Freeland doesn’t rule out new taxes on wealthy or corporate Canada in upcoming budget

Freeland doesn't rule out new taxes on wealthy or corporate Canada in upcoming budget © Provided by The Canadian Press

OTTAWA — Finance Minister Chrystia Freeland has ruled out raising taxes on the middle class in the upcoming federal budget — but won’t say if corporations or the wealthy are in for the same treatment.

Freeland pointedly did not answer Tuesday when asked during a news conference about the prospect of new taxes on corporate Canada or others not part of the middle class.

Instead, she emphasized the “urgent” need to invest in things that are important to Canadians, such as housing and artificial intelligence.

“Young Canadians (especially) need us to make those investments — investments in housing, investments in affordability, investments in productivity and growth,” Freeland said.

“We also really believe in the importance of making those investments in a fiscally responsible way.”

Freeland has already said she would honour the new fiscal guardrails that were announced in the fall, including keeping the federal deficit below $40.1 billion.

But the new measures won’t be financed by way of higher taxes on the middle class, she insisted.

“We remain absolutely committed to being there for hardworking middle-class Canadians, and then we won’t raise taxes on them,” she said.

Prime Minister Justin Trudeau has already made similar commitments.

With the federal budget to be delivered April 16, questions are swirling about how the Liberals will pay for a recent raft of policy proposals, including a national school food program.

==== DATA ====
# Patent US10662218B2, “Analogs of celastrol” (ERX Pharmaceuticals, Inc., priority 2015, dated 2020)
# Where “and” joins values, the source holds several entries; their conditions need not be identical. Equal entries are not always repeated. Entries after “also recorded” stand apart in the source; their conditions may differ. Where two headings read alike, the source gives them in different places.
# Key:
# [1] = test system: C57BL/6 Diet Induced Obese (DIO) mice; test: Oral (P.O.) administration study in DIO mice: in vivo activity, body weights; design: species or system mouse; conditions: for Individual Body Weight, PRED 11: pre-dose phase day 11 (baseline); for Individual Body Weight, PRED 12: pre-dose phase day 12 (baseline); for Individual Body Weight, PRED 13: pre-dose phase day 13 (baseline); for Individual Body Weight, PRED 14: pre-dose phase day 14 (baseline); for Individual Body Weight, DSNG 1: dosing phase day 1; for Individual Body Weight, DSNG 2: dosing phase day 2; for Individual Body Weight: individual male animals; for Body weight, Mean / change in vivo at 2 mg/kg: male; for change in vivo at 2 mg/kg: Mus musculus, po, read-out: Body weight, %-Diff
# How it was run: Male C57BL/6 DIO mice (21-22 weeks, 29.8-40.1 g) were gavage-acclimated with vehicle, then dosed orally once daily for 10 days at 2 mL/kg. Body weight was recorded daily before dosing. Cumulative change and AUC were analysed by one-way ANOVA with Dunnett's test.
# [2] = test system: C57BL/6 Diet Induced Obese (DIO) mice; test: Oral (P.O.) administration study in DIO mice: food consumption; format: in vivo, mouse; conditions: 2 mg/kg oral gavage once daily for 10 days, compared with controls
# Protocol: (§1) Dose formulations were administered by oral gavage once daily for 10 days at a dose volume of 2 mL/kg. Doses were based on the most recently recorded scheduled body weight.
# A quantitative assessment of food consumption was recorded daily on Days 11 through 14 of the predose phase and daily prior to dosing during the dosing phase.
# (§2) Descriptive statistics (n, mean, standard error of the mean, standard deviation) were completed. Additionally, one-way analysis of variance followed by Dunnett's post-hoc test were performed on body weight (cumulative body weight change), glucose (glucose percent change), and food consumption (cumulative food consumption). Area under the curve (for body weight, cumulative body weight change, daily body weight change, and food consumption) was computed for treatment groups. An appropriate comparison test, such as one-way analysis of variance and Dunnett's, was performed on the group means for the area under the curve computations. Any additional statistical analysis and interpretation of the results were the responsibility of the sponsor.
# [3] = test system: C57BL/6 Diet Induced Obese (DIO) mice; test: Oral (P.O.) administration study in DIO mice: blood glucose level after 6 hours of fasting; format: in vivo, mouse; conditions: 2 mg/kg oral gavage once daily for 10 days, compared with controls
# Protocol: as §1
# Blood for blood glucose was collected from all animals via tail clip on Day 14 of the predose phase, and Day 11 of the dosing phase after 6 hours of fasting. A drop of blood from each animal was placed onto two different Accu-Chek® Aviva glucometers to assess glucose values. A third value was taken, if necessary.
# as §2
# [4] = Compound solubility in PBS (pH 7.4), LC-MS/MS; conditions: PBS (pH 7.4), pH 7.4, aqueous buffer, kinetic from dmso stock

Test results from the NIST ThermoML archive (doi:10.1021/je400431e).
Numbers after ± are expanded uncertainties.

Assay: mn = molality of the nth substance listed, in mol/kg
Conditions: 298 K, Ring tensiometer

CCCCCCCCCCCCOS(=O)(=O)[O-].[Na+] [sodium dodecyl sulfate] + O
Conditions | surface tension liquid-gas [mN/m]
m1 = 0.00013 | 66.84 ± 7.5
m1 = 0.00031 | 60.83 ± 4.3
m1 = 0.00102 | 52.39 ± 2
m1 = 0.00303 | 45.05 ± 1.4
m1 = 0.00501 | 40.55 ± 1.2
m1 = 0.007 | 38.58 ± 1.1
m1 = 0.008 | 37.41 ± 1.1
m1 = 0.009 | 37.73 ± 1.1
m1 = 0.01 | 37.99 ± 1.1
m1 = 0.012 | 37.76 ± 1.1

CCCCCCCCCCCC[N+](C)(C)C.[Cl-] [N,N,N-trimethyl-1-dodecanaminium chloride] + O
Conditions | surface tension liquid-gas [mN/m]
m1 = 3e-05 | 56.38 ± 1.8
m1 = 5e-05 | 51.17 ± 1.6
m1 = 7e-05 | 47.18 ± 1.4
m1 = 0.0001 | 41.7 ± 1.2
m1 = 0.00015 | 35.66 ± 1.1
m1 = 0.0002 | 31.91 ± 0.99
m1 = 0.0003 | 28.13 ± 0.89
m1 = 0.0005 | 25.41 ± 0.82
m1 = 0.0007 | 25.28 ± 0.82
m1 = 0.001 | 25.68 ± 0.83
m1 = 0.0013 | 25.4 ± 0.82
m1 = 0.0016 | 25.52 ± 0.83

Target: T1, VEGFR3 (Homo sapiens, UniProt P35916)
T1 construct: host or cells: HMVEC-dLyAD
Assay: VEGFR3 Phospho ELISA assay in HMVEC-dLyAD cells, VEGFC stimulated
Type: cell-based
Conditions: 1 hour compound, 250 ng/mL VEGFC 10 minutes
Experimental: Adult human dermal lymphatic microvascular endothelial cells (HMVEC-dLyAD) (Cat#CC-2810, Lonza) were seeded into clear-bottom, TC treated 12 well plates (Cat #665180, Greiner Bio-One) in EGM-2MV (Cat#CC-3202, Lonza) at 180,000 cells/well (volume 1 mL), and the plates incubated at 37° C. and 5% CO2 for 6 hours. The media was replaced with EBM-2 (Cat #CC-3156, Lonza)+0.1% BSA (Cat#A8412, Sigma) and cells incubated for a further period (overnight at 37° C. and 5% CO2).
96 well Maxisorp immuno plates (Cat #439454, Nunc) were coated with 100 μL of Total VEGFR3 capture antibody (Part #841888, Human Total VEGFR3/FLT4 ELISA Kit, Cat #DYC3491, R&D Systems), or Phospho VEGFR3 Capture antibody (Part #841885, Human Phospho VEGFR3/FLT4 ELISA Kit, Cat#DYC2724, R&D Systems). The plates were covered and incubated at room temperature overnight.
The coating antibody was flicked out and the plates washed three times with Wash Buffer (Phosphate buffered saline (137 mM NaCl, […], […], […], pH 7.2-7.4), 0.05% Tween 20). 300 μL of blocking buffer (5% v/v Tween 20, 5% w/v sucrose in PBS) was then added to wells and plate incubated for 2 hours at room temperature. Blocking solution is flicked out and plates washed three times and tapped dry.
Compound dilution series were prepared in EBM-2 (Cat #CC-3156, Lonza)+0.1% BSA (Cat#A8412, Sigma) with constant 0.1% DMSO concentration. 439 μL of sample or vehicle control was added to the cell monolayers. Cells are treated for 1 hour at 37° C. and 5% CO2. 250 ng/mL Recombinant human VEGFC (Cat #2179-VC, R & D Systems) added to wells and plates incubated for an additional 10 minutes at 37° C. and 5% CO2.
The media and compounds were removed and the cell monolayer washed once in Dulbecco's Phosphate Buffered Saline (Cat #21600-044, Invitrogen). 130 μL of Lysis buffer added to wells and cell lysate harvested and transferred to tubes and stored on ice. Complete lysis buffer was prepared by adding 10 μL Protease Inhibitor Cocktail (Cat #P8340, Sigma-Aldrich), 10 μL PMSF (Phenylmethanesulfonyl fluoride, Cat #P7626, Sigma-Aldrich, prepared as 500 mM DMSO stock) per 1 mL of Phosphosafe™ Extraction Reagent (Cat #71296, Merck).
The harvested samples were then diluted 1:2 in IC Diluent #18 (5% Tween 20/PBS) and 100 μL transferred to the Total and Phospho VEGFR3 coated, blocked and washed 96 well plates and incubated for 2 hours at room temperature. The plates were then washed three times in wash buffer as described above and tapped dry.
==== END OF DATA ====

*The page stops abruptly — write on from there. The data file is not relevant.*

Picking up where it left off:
The House of Commons finance committee has recommended the federal government implement a windfall tax on companies in all sectors that generate “oversized” profits during crises as well as grocery giants to fund another doubling of the GST rebate.

The Liberal government has been touring the country over the last two weeks to make announcements on measures included in the federal budget. it is It is an unconventional approach to promoting budget measures.

Federal governments have historically touted the importance of protecting budget secrecy until the document is tabled in the House of Commons, though they often planted leaks in the media ahead of time.

When asked why the federal government has opted to publicize measures in the budget ahead of its official release, Freeland said the government owes it to Canadians to explain what it’s doing to help them.

“Very often, on budget day, all of you (journalists) are met with a flurry of announcements. Laying out our plan step-by-step, day-by-day is an opportunity for Canadians to hear from us (about) what it is we’re doing and for there to be a real, thorough reason (and) fact-based debate about a number of the measures,” she said.

“And I think that’s a really good thing.”

Source: Nojoud Al Mallees, The Canadian Press